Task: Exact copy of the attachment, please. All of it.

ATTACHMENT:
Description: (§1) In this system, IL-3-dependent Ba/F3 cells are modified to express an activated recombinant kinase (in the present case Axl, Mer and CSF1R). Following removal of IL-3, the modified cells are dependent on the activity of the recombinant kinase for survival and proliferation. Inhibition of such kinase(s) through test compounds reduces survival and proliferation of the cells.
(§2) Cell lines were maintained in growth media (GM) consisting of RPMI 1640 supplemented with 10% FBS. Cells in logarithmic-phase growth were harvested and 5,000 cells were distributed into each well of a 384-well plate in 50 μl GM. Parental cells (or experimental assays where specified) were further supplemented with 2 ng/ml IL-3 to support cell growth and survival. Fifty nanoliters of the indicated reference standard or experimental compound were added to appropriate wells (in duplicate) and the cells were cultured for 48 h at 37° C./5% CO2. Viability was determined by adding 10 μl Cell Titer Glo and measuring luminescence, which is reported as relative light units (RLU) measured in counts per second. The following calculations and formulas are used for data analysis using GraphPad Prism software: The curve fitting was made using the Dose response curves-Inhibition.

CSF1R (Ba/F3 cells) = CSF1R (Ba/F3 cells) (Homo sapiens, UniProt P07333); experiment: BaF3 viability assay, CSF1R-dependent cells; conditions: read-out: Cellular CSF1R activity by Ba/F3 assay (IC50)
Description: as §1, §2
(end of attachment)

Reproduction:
Description: (§1) In this system, IL-3-dependent Ba/F3 cells are modified to express an activated recombinant kinase (in the present case Axl, Mer and CSF1R). Following removal of IL-3, the modified cells are dependent on the activity of the recombinant kinase for survival and proliferation. Inhibition of such kinase(s) through test compounds reduces survival and proliferation of the cells.
(§2) Cell lines were maintained in growth media (GM) consisting of RPMI 1640 supplemented with 10% FBS. Cells in logarithmic-phase growth were harvested and 5,000 cells were distributed into each well of a 384-well plate in 50 μl GM. Parental cells (or experimental assays where specified) were further supplemented with 2 ng/ml IL-3 to support cell growth and survival. Fifty nanoliters of the indicated reference standard or experimental compound were added to appropriate wells (in duplicate) and the cells were cultured for 48 h at 37° C./5% CO2. Viability was determined by adding 10 μl Cell Titer Glo and measuring luminescence, which is reported as relative light units (RLU) measured in counts per second. The following calculations and formulas are used for data analysis using GraphPad Prism software: The curve fitting was made using the Dose response curves-Inhibition.

CSF1R (Ba/F3 cells) = CSF1R (Ba/F3 cells) (Homo sapiens, UniProt P07333); experiment: BaF3 viability assay, CSF1R-dependent cells; conditions: read-out: Cellular CSF1R activity by Ba/F3 assay (IC50)
Description: as §1, §2